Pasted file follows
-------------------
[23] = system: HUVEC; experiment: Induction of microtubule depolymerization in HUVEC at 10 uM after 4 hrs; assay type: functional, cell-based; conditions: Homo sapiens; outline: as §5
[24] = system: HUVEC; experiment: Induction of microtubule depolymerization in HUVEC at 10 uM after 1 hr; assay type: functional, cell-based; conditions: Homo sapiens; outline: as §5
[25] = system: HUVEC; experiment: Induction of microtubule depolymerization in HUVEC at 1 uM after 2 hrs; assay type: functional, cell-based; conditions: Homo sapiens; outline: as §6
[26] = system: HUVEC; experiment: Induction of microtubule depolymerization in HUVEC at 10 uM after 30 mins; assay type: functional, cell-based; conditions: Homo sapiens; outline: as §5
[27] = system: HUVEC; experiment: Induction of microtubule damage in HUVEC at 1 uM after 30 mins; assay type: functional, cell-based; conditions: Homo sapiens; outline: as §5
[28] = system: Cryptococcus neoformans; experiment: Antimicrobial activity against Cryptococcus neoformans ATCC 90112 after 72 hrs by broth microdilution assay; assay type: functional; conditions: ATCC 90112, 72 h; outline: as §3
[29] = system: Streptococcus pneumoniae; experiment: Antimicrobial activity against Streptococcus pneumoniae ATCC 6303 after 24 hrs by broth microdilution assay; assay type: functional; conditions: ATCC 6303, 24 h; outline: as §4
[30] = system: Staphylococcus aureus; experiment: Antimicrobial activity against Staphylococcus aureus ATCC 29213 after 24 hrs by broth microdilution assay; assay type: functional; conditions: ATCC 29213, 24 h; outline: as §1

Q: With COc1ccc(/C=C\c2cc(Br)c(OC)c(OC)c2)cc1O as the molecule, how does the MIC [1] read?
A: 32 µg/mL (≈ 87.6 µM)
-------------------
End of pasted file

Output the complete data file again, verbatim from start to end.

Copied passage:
[23] = system: HUVEC; experiment: Induction of microtubule depolymerization in HUVEC at 10 uM after 4 hrs; assay type: functional, cell-based; conditions: Homo sapiens; outline: as §5
[24] = system: HUVEC; experiment: Induction of microtubule depolymerization in HUVEC at 10 uM after 1 hr; assay type: functional, cell-based; conditions: Homo sapiens; outline: as §5
[25] = system: HUVEC; experiment: Induction of microtubule depolymerization in HUVEC at 1 uM after 2 hrs; assay type: functional, cell-based; conditions: Homo sapiens; outline: as §6
[26] = system: HUVEC; experiment: Induction of microtubule depolymerization in HUVEC at 10 uM after 30 mins; assay type: functional, cell-based; conditions: Homo sapiens; outline: as §5
[27] = system: HUVEC; experiment: Induction of microtubule damage in HUVEC at 1 uM after 30 mins; assay type: functional, cell-based; conditions: Homo sapiens; outline: as §5
[28] = system: Cryptococcus neoformans; experiment: Antimicrobial activity against Cryptococcus neoformans ATCC 90112 after 72 hrs by broth microdilution assay; assay type: functional; conditions: ATCC 90112, 72 h; outline: as §3
[29] = system: Streptococcus pneumoniae; experiment: Antimicrobial activity against Streptococcus pneumoniae ATCC 6303 after 24 hrs by broth microdilution assay; assay type: functional; conditions: ATCC 6303, 24 h; outline: as §4
[30] = system: Staphylococcus aureus; experiment: Antimicrobial activity against Staphylococcus aureus ATCC 29213 after 24 hrs by broth microdilution assay; assay type: functional; conditions: ATCC 29213, 24 h; outline: as §1

Q: With COc1ccc(/C=C\c2cc(Br)c(OC)c(OC)c2)cc1O as the molecule, how does the MIC [1] read?
A: 32 µg/mL (≈ 87.6 µM)